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What You Should Know About Being a Tourist in Seychelles

The Seychelles archipelago, located in the Indian Ocean, is a dream destination for travellers looking for a piece of paradise on earth. With its crystal-clear waters and lush tropical landscapes, the Seychelles is just that! Comprising 115 islands, Seychelles offers a unique blend of natural beauty, cultural diversity, and rich history. Before you embark on your journey to this tropical paradise, here are some essential things about being a tourist in Seychelles.

Visa and Entry Requirements

One of the best aspects of visiting Seychelles is its relaxed visa policy. Visitors from all nationalities are granted visa-free entry, provided they meet certain criteria.

To enter Seychelles, you must have:

  • A valid passport with at least six months of validity remaining.
  • Proof of onward or return travel.
  • Sufficient funds for the duration of your stay.
  • A confirmed accommodation booking.

Once you’ve arrived you will receive a Visitor’s Permit, which is initially valid for up to 30 days and can be extended for up to three months.

Best Time to Visit

Seychelles enjoys a tropical climate with warm temperatures year-round.

However, the best time to visit depends on your interests:

  • April to May and October to November: These months are considered the shoulder seasons, offering calm seas and mild weather, ideal for diving, snorkelling, and beach activities.
  • June to September: This period is cooler and drier, making it perfect for hiking and outdoor activities. However, the southeast trade winds can make some beaches unsuitable for swimming, but great for kitesurfing!
  • December to March: This is the rainy season, characterised by higher humidity and occasional downpours. Despite the rain, it’s still a popular time to visit due to the warm temperatures and lush green landscapes.


Seychelles offers a wide range of accommodation options to suit different budgets and preferences, from luxury resorts and boutique hotels to guesthouses and self-catering apartments. For an authentic experience, consider staying in locally-owned establishments, which often provide a more personal touch and insight into Seychellois culture.

Getting Around

Travelling between the islands and within each island is relatively straightforward:

  • Inter-Island Travel: The main islands of Mahé, Praslin, and La Digue are well-connected by ferries and domestic flights operated by Air Seychelles. Ferries are a popular choice, offering scenic views of the ocean.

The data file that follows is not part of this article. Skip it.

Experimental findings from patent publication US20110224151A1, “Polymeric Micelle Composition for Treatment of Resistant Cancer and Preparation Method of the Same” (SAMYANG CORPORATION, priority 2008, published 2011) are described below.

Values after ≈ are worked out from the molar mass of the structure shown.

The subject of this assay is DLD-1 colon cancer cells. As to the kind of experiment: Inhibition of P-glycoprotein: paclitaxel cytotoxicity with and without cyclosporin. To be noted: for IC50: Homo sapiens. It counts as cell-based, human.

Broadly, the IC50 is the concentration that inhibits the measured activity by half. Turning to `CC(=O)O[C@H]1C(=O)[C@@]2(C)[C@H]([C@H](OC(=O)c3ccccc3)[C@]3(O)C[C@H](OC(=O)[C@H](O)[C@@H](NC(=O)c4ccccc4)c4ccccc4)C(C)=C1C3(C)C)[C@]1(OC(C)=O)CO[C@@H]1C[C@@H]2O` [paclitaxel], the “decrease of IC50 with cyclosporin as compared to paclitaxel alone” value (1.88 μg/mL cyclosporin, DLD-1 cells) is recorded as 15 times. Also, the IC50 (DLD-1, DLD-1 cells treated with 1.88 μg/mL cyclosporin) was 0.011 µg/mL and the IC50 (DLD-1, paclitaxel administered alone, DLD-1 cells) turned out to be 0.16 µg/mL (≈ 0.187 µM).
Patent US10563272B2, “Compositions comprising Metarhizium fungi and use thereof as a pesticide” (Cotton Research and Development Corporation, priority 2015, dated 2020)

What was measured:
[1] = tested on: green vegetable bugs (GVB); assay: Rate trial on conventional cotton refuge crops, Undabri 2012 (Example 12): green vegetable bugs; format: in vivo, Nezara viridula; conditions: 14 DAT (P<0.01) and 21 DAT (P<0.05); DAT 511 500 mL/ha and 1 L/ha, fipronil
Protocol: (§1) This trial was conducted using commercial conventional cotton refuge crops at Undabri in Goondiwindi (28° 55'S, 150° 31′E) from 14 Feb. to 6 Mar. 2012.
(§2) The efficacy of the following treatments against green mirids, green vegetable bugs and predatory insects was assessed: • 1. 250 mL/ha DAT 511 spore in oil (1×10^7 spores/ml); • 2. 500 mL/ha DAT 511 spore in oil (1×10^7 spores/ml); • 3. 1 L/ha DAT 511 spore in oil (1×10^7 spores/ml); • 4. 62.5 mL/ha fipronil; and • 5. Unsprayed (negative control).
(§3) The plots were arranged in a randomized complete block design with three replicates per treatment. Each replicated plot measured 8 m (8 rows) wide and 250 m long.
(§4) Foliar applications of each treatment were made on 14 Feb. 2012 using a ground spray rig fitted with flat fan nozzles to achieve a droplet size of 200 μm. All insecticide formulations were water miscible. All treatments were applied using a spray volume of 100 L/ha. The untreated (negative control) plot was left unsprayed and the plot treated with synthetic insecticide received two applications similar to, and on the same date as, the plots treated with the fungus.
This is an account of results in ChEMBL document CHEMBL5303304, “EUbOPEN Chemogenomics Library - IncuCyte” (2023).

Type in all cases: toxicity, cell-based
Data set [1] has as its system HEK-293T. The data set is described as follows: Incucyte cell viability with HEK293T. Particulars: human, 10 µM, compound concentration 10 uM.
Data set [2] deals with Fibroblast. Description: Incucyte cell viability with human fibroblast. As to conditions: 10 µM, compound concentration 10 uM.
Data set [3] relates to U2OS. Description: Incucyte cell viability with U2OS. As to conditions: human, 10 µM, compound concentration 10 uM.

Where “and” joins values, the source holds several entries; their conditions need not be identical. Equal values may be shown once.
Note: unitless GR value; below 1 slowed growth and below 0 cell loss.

• Local Transport: On Mahé and Praslin, public buses operated by the Seychelles Public Transport Corporation (SPTC) are an affordable way to get around. Taxis are also available, but it’s advisable to agree on the fare beforehand.
  • Car Rentals: Renting a car is a convenient option for exploring Mahé and Praslin at your own pace. Remember to drive on the left side of the road and be cautious on narrow, winding roads.

Cultural Etiquette

Seychelles is known for its friendly and welcoming locals. To show respect for the local culture:

  • Dress modestly when visiting religious sites and local villages.
  • Greet people with a friendly “Bonjour” or “Hello.”
  • Remove your shoes before entering someone’s home.

Currency and Payments

The local currency is the Seychellois Rupee (SCR). While credit cards are widely accepted at hotels, restaurants, and larger shops, it’s a good idea to carry some cash for small purchases and tips. ATMs are available on the main islands, and currency exchange services can be found at the airport and in major towns.

Must-See Attractions

While in Seychelles, don’t miss these iconic attractions:

  • Anse Source d’Argent: Located on La Digue, this is one of the most photographed beaches in the world, known for its stunning granite boulders and clear waters. Anse Source D’Argent in Seychelles is renowned for its distinctive landscape, featuring iconic granite boulders strewn along the picturesque coastline. This captivating scenery is paired with shallow and crystal-clear waters. Despite its global fame, the beach exudes tranquillity, offering ample space for visitors to unwind in its serene natural beauty. Accessible through L’Union Estate, a modest entry fee contributes to the conservation of this special area.